How many times do I have to fall in adore with her before she loves me back? This lonely mind of mine still wonders sometimes…
It was only last Friday that Enchanted returned following the passing of her father. As she entered the warmth of my home from the freezing winter cold, I watched and heard my parents console her. I always seem to regret the things I’ve no control over, and in those moments, I was sad that I couldn’t reach out to embrace her too.
Though I had already written her an e-mail message on the day I found out what had occurred, all I could say was a meaningless sorry. I was just afraid she didn’t want to talk about it. I didn’t want to break her precious heart all over again, and avoided the topic throughout the shift.
But then, for some reason, I was shown otherwise when she revealed her heart during pillow talk. Perhaps she read mine? Who knows… but when she finally spoke of Dad, as she called him in my presence, her beautiful face glistened with the most enchanting diamond droplets. She gave me the privilege of comfort through words, like holding me as if I was holding her.
She spoke of her divorcee mother first, who was being insensitive, which is understandable since pain can often blind a person. (This sentence is for brownie points in case she becomes my mother-in-law… one can dream, right?)
“You’re a good woman, Enchanted,” I smiled at her. “You’re going to be a great Mom.”
With tears rolling down her pretty cheeks after the Dad moment, it was my chance to tell her the truth of the day of the sad news. I wasn’t myself that afternoon and evening while I was getting her Christmas gift made at the mall. I was so worried about my girl who wasn’t mine.
“These neuropathic painkillers I’ve been taking make me kind of depressed,” I started. “They give me suicidal thoughts.”
“While I was at Sears, I wanted to throw myself down the escalator,” I continued. “But I couldn’t.”
“Why?” she asked.
“Because I couldn’t do that to you after the loss of your father,” I said. “You’re too important to me.”
“Well, thank you for not throwing yourself down the escalator,” she smiled.
“I’m too scared to do that anyway,” I laughed. “I scared Dad.”
An excerpt of a message I wrote: “Your sadness, even though it breaks my heart, inspires me to find happiness again so I might set an example for you that possibility is always possible and cheer your heart. Didn’t you know that your smiles and giggles mean a lot to me? You’re my friend.”
When she was here for Christmas week, I told her it was to be a good one…
“Because I’m here for two days?” she grinned, cheekily.
“Am I THAT predictable?”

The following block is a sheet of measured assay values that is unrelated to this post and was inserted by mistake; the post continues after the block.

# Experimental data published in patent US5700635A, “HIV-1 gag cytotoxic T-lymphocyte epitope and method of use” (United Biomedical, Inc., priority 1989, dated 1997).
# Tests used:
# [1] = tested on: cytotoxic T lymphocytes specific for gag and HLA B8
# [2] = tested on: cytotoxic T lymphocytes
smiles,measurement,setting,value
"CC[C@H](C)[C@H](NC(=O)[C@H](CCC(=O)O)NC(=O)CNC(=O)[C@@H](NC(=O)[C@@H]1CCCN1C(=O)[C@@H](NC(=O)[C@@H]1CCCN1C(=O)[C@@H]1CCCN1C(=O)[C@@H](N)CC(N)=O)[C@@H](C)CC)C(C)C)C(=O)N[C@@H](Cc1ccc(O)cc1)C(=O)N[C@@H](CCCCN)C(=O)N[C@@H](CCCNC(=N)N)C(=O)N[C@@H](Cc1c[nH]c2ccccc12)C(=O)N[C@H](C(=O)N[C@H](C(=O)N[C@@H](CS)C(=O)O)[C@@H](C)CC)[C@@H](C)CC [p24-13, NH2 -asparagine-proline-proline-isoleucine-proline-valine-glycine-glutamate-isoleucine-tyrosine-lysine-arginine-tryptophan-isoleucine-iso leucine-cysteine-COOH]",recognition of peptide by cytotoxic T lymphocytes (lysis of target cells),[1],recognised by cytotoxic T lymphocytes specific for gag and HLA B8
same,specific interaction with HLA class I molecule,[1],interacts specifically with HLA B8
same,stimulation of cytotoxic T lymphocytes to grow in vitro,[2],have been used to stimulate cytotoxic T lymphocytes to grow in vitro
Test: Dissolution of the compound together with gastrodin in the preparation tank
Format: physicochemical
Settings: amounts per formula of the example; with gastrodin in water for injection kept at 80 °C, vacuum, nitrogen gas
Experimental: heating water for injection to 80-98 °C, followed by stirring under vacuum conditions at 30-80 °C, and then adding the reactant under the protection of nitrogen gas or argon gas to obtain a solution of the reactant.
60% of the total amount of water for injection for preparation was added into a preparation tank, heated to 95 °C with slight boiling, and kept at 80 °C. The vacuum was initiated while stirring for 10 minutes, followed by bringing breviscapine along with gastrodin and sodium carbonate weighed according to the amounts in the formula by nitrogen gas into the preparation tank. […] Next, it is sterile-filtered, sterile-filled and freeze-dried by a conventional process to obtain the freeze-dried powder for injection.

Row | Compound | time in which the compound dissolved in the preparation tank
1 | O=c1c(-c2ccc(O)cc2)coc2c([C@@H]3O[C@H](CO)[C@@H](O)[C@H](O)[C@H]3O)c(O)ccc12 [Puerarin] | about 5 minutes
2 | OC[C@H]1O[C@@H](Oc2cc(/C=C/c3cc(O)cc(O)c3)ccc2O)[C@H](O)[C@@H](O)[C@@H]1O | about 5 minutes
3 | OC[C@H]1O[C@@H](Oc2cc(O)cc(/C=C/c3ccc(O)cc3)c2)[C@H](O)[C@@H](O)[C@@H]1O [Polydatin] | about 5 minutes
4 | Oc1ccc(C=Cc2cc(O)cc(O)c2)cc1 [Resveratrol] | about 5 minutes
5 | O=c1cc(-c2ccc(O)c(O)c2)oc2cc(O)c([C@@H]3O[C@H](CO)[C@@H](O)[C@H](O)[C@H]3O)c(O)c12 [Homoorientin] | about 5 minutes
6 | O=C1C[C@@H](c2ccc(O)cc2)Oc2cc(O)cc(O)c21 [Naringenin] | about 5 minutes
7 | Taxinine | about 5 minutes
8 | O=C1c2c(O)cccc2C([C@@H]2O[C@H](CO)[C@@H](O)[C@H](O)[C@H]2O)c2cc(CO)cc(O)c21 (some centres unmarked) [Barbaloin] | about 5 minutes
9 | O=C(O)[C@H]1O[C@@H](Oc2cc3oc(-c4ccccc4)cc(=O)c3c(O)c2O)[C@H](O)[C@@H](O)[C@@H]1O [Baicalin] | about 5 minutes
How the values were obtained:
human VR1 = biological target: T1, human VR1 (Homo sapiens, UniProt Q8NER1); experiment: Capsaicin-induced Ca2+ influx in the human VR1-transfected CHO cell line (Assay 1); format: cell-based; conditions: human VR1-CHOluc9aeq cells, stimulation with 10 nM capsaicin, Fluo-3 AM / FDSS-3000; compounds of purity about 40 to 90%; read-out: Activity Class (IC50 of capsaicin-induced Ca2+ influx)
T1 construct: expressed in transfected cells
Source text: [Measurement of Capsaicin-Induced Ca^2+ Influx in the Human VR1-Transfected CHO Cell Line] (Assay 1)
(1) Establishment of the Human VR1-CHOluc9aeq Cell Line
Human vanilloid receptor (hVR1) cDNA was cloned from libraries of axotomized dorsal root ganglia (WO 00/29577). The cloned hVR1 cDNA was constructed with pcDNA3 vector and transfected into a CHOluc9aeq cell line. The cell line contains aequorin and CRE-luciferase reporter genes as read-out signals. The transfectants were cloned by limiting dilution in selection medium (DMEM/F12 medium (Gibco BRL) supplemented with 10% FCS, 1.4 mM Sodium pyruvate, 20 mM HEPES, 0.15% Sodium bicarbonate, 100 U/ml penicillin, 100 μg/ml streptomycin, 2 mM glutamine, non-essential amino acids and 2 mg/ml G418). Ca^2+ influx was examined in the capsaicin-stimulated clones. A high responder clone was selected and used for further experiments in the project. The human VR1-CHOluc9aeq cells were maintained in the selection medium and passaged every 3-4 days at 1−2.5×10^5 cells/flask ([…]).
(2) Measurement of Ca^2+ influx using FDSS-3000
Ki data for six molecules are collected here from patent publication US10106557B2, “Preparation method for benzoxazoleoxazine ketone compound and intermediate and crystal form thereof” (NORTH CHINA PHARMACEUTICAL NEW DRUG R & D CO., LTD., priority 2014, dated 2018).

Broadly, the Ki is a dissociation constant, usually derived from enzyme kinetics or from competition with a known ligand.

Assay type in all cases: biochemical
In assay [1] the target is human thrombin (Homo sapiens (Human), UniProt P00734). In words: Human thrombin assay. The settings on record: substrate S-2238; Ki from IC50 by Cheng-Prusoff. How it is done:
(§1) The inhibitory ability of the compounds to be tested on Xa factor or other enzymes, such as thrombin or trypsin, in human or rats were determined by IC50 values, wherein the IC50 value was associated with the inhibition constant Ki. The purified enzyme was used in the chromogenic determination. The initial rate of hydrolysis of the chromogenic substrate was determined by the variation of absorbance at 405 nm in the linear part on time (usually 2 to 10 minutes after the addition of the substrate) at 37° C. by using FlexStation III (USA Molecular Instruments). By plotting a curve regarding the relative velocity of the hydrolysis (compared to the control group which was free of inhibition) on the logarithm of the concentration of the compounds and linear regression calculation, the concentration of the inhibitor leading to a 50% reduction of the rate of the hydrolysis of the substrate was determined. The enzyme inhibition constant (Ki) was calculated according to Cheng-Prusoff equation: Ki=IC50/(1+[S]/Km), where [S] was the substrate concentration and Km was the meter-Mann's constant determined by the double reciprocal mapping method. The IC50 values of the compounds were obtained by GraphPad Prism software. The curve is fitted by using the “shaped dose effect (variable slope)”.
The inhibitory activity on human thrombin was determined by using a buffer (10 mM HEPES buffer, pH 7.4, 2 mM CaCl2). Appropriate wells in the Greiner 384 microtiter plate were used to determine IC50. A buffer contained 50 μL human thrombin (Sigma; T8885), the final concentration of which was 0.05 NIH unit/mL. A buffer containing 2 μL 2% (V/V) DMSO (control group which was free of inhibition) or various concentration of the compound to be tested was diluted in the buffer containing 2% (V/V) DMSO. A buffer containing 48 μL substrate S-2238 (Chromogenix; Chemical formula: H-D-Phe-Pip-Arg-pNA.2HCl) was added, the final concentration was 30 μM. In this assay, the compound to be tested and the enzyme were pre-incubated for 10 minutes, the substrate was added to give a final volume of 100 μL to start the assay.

You wouldn’t guess it, but that became all a part of my evil plan. Except, on the second day, she said something with regards to an engagement while brushing my teeth, to which I silently freaked. As it turned out, she was talking about a friend. She ended up making some joke that implied she would never be asked. Um, hello!
Predictable? Actually, unpredictable gave the best Christmas ever. That night when I gave Enchanted her gifts, including an unofficial ‘Breaking Bad’ T-shirt that I made with the logo “Awesome Nurse”, crystal meth candies that were supposed to be blue but turned out like Kryptonite, a Sudoku book, and CD with a custom music compilation (laced with subliminal messages of course).
“Let me take off your tray so I can give you a hug!” she exclaimed, while dismantling my robot exterior to get closer.
Now, you’d think that was the most awesome part of all, but noo! I’m not much of a card person, so I wrote her a letter. Right before leaving her shift, I saw the darling creature standing in front of me, teary-eyed.
“I read your letter, Ricky,” she cried. It was beautiful.”
This year, I didn’t care about gifts or material things. All I wanted for Christmas was her happiness. I promised myself that I’d try and get her happy again, somehow, and inside the envelope were a picture and the note, which wrote of separating the comforter in her and the one hurting. I wrote of how she needed to find that little girl from within and be there for her as her father did. I also talked about the day of her accident and how I took a photo of a sunset that shined so much more beautifully at the time:
“You were right when you said that someone was looking out for you from up above. Your lovely existence shined through when the angels saved you.”
Indeed. Her presents took quite a bit of effort, but girls know when you take the time to understand them. She, after all the hard work, SMILED, and I couldn’t have asked for more. I know she’ll probably never love me in return (that way anyway), but when you really care about someone, all that really matters is her.